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In Hong Kong law, privacy may trump public interest

The following is a CPJ blog post by Joanna Chiu, CPJ Contributor.

Tens of thousands of residents demonstrated on the streets of Hong Kong on Monday 1 July 2013, the 16th anniversary of the city's return to Chinese rule. The protests have become an annual rite, but the demonstrators' demands were quite specific this year. They wanted the resignation of Chief Executive Leung Chun-ying and they called for direct elections. These demonstrators look around and see eroding freedoms and what one commentator, Emily Lau, called "a rule of law in a precarious state." Journalists are uneasy as well. Vague and potentially onerous aspects of recently passed privacy legislation could put them at risk of harsh punishment.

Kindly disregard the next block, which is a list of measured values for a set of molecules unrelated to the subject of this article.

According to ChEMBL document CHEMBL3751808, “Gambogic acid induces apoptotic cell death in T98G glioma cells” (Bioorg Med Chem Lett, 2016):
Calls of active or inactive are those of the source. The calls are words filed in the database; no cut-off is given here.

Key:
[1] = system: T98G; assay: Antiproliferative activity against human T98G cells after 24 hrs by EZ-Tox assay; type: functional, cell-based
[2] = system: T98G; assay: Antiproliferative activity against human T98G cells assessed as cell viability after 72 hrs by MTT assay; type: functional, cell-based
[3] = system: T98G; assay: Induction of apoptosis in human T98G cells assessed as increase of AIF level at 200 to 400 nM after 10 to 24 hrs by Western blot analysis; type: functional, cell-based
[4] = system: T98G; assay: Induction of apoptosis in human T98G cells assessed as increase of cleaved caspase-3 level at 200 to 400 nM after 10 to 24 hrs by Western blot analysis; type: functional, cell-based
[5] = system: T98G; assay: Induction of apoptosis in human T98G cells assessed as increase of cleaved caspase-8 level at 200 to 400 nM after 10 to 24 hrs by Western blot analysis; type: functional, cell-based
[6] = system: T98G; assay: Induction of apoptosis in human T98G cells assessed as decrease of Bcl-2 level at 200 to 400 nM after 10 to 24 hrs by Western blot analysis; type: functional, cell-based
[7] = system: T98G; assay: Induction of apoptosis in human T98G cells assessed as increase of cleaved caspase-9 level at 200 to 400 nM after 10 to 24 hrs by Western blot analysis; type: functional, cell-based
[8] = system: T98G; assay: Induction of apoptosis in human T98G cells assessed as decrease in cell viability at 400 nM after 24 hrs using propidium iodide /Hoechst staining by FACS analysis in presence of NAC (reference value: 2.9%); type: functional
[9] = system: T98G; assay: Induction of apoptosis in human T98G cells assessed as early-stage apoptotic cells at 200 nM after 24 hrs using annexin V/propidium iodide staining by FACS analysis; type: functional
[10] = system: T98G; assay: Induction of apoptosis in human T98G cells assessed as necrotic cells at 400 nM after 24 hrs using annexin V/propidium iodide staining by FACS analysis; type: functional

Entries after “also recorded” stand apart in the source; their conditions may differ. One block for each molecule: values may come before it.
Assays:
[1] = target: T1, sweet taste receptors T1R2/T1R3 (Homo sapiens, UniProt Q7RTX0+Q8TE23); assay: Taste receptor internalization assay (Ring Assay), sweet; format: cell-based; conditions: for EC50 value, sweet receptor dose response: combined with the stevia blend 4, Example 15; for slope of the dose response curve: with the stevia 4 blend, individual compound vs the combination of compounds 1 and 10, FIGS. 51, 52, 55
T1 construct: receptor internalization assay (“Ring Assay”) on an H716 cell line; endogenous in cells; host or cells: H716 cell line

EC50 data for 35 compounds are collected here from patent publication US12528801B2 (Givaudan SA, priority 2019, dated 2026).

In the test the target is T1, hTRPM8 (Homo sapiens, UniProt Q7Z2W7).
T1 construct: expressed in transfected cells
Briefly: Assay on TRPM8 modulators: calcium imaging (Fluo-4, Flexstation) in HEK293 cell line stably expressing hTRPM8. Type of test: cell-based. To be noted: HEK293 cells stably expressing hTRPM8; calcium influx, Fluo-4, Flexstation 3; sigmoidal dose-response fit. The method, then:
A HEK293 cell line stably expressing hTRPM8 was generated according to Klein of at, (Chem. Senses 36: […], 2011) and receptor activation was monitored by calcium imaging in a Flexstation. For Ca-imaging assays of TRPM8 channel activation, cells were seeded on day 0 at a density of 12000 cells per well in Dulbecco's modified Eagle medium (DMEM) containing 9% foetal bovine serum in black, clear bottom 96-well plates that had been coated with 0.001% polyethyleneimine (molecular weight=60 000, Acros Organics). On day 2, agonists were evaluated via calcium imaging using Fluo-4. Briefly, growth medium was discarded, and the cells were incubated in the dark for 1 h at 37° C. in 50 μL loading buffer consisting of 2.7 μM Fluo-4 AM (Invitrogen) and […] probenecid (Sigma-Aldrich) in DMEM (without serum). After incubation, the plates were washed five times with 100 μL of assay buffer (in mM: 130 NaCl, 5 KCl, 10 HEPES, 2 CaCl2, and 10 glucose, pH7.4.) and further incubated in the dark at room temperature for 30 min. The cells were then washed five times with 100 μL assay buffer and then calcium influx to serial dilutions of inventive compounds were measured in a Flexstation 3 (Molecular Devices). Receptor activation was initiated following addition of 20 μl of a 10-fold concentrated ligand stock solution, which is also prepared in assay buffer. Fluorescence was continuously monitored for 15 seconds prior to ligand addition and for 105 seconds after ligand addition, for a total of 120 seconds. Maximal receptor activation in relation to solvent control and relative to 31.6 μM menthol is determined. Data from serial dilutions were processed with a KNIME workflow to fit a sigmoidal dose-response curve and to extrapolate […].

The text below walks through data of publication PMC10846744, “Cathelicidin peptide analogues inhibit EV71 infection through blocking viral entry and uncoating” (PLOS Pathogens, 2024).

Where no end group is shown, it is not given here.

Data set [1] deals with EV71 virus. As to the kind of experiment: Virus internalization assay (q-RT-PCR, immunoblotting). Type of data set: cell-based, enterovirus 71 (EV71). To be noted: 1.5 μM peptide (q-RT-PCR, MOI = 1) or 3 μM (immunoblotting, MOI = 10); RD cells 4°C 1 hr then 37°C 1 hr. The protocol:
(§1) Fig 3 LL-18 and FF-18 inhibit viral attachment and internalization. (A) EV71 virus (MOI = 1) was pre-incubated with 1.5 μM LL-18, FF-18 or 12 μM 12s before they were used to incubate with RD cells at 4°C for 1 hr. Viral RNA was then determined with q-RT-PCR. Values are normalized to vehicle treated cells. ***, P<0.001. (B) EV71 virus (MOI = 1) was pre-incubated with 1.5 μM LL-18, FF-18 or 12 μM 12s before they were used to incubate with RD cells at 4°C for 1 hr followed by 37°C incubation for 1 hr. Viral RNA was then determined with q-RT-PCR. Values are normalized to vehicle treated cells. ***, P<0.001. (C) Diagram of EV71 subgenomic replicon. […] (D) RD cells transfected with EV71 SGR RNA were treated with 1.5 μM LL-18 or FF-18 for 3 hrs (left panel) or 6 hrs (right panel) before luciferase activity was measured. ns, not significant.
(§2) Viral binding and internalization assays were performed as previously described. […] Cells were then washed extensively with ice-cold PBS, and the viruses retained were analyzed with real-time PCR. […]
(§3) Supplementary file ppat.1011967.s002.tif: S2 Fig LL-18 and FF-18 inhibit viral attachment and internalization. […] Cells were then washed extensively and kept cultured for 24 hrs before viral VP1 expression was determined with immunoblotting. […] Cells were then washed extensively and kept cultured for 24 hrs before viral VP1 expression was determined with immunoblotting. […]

Provisions of the city's privacy law that went into effect April 1 could subject journalists to five years in jail or fines up to HK$1 million (US$129,000) if they reveal information that "causes psychological harm" or "causes loss." The law also gives targets of investigative reporting the right to "request to access [the] personal data" collected by journalists. Journalists may mount a defense that they are reporting in the public interest, but that key aspect of the law seems vague.

Read the full story on CPJ's site.

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